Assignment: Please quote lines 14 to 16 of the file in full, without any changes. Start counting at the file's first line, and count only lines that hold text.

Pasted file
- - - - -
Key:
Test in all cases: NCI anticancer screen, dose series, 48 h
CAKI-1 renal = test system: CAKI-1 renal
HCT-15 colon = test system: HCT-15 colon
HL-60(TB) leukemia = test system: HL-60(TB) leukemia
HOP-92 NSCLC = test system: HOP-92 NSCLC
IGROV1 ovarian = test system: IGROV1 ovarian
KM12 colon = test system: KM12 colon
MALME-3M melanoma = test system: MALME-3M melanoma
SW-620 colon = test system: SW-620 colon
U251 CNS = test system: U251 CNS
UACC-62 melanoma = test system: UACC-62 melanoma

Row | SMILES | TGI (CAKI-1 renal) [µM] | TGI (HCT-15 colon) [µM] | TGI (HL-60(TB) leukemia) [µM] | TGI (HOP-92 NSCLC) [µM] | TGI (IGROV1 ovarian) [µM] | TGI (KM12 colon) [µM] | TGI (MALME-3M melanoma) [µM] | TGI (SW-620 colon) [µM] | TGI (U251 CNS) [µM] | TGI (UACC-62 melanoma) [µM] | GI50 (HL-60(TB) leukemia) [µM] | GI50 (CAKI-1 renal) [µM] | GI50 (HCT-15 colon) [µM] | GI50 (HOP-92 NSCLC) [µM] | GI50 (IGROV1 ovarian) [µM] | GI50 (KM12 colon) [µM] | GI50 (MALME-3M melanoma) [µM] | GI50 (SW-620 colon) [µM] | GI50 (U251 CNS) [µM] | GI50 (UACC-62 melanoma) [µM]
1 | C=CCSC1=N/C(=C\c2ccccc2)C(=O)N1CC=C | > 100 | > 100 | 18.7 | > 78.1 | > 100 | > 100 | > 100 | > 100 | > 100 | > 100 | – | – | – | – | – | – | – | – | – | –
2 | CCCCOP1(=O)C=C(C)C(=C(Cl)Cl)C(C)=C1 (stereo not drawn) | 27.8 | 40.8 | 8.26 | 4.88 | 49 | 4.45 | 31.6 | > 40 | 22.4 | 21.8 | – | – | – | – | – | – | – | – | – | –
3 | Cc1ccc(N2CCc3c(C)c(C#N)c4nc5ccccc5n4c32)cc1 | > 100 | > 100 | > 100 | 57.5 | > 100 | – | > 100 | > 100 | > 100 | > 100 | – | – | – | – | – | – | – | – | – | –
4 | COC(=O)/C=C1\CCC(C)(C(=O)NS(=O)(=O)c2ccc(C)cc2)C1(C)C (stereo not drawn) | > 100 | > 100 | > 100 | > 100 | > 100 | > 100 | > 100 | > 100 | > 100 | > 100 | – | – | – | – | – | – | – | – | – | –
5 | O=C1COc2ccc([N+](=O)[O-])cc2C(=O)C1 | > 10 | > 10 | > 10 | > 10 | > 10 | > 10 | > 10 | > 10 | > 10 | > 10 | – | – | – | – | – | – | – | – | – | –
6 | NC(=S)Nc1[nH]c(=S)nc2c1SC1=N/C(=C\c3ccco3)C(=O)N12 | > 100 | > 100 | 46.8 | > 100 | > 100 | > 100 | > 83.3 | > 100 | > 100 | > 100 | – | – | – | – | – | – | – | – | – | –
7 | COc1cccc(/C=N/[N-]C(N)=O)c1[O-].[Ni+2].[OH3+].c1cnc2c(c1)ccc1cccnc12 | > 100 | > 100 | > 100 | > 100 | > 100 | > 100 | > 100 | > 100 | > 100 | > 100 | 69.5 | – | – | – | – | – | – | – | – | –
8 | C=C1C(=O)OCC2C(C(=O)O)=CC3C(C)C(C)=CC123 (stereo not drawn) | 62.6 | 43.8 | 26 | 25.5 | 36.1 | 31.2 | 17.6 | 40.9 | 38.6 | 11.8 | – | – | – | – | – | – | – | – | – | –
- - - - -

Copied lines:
1 | C=CCSC1=N/C(=C\c2ccccc2)C(=O)N1CC=C | > 100 | > 100 | 18.7 | > 78.1 | > 100 | > 100 | > 100 | > 100 | > 100 | > 100 | – | – | – | – | – | – | – | – | – | –
2 | CCCCOP1(=O)C=C(C)C(=C(Cl)Cl)C(C)=C1 (stereo not drawn) | 27.8 | 40.8 | 8.26 | 4.88 | 49 | 4.45 | 31.6 | > 40 | 22.4 | 21.8 | – | – | – | – | – | – | – | – | – | –
3 | Cc1ccc(N2CCc3c(C)c(C#N)c4nc5ccccc5n4c32)cc1 | > 100 | > 100 | > 100 | 57.5 | > 100 | – | > 100 | > 100 | > 100 | > 100 | – | – | – | – | – | – | – | – | – | –